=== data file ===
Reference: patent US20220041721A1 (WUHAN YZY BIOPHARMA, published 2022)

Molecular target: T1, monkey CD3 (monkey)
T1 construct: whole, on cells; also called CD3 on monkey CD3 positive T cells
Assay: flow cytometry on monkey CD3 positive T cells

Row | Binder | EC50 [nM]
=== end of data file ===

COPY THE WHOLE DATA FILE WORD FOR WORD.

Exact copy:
Reference: patent US20220041721A1 (WUHAN YZY BIOPHARMA, published 2022)

Molecular target: T1, monkey CD3 (monkey)
T1 construct: whole, on cells; also called CD3 on monkey CD3 positive T cells
Assay: flow cytometry on monkey CD3 positive T cells

Row | Binder | EC50 [nM]